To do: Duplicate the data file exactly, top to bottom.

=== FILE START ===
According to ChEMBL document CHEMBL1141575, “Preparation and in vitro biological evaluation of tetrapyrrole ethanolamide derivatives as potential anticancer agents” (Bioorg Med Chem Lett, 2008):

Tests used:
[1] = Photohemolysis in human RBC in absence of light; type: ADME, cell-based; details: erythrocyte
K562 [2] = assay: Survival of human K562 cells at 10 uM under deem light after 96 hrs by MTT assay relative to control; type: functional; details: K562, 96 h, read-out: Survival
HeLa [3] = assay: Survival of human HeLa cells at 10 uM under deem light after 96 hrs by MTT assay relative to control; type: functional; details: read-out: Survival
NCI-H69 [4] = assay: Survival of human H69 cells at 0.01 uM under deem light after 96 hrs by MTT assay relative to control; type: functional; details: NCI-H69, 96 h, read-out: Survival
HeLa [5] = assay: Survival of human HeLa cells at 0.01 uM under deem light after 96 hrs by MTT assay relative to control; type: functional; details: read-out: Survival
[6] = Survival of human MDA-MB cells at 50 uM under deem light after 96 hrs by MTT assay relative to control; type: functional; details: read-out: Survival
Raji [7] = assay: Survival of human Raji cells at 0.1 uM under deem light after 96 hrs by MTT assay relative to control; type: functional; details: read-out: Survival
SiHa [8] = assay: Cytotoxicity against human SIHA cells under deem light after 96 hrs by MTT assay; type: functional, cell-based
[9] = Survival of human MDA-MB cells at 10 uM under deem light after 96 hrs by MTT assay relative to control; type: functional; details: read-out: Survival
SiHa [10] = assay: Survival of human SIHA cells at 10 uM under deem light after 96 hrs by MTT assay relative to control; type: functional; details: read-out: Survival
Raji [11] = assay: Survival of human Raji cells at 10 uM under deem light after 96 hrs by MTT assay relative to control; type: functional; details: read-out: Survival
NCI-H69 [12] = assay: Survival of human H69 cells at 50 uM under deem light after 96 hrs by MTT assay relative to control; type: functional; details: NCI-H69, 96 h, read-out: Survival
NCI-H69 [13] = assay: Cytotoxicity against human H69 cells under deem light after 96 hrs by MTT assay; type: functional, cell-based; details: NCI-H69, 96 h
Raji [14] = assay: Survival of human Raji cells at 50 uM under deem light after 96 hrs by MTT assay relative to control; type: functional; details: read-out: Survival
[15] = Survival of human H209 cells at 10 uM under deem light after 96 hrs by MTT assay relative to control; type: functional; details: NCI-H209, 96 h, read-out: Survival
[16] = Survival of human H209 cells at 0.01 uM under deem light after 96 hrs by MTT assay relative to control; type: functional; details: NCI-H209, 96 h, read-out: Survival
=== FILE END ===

According to ChEMBL document CHEMBL1141575, “Preparation and in vitro biological evaluation of tetrapyrrole ethanolamide derivatives as potential anticancer agents” (Bioorg Med Chem Lett, 2008):

Tests used:
[1] = Photohemolysis in human RBC in absence of light; type: ADME, cell-based; details: erythrocyte
K562 [2] = assay: Survival of human K562 cells at 10 uM under deem light after 96 hrs by MTT assay relative to control; type: functional; details: K562, 96 h, read-out: Survival
HeLa [3] = assay: Survival of human HeLa cells at 10 uM under deem light after 96 hrs by MTT assay relative to control; type: functional; details: read-out: Survival
NCI-H69 [4] = assay: Survival of human H69 cells at 0.01 uM under deem light after 96 hrs by MTT assay relative to control; type: functional; details: NCI-H69, 96 h, read-out: Survival
HeLa [5] = assay: Survival of human HeLa cells at 0.01 uM under deem light after 96 hrs by MTT assay relative to control; type: functional; details: read-out: Survival
[6] = Survival of human MDA-MB cells at 50 uM under deem light after 96 hrs by MTT assay relative to control; type: functional; details: read-out: Survival
Raji [7] = assay: Survival of human Raji cells at 0.1 uM under deem light after 96 hrs by MTT assay relative to control; type: functional; details: read-out: Survival
SiHa [8] = assay: Cytotoxicity against human SIHA cells under deem light after 96 hrs by MTT assay; type: functional, cell-based
[9] = Survival of human MDA-MB cells at 10 uM under deem light after 96 hrs by MTT assay relative to control; type: functional; details: read-out: Survival
SiHa [10] = assay: Survival of human SIHA cells at 10 uM under deem light after 96 hrs by MTT assay relative to control; type: functional; details: read-out: Survival
Raji [11] = assay: Survival of human Raji cells at 10 uM under deem light after 96 hrs by MTT assay relative to control; type: functional; details: read-out: Survival
NCI-H69 [12] = assay: Survival of human H69 cells at 50 uM under deem light after 96 hrs by MTT assay relative to control; type: functional; details: NCI-H69, 96 h, read-out: Survival
NCI-H69 [13] = assay: Cytotoxicity against human H69 cells under deem light after 96 hrs by MTT assay; type: functional, cell-based; details: NCI-H69, 96 h
Raji [14] = assay: Survival of human Raji cells at 50 uM under deem light after 96 hrs by MTT assay relative to control; type: functional; details: read-out: Survival
[15] = Survival of human H209 cells at 10 uM under deem light after 96 hrs by MTT assay relative to control; type: functional; details: NCI-H209, 96 h, read-out: Survival
[16] = Survival of human H209 cells at 0.01 uM under deem light after 96 hrs by MTT assay relative to control; type: functional; details: NCI-H209, 96 h, read-out: Survival